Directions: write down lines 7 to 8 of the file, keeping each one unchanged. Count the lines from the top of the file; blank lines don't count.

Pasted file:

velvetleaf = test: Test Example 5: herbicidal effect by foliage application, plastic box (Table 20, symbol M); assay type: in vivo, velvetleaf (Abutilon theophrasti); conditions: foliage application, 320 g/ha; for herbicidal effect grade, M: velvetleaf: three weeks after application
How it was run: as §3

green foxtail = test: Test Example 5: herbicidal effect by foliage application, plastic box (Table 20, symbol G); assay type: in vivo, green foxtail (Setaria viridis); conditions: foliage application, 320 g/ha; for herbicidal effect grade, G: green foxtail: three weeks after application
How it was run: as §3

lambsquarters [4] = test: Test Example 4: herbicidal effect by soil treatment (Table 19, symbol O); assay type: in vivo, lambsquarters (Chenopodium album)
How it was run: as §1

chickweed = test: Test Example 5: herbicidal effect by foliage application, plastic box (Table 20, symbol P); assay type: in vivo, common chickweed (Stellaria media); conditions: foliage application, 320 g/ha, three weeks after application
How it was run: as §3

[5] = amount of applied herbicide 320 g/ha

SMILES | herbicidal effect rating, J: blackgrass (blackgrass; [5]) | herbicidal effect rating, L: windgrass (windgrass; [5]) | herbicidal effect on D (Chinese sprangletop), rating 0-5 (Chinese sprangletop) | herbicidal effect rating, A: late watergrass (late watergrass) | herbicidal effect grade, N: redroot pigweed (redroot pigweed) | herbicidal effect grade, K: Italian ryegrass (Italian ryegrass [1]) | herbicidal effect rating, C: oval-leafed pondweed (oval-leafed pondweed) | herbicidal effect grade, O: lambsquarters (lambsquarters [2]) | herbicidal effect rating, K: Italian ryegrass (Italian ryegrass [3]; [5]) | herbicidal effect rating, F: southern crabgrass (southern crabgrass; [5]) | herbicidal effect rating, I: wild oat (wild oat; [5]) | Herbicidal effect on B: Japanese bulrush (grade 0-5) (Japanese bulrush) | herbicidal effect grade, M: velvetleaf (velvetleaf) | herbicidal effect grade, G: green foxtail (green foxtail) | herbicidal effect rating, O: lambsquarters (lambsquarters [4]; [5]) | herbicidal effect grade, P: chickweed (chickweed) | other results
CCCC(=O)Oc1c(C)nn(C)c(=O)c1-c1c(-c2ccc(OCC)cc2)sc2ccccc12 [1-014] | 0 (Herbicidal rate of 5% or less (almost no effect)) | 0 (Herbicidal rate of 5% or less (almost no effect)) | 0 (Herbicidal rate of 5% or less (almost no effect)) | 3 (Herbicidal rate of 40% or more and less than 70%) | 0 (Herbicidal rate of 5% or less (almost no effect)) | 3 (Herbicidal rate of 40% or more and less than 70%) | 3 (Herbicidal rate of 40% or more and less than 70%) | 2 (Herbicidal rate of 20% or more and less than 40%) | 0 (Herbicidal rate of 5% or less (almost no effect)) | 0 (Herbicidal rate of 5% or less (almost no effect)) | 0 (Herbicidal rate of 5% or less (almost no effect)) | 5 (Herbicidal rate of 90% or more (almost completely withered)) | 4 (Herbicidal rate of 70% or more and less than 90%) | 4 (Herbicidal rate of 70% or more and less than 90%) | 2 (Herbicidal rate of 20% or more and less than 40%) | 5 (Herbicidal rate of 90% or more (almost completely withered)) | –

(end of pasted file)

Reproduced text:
chickweed = test: Test Example 5: herbicidal effect by foliage application, plastic box (Table 20, symbol P); assay type: in vivo, common chickweed (Stellaria media); conditions: foliage application, 320 g/ha, three weeks after application
How it was run: as §3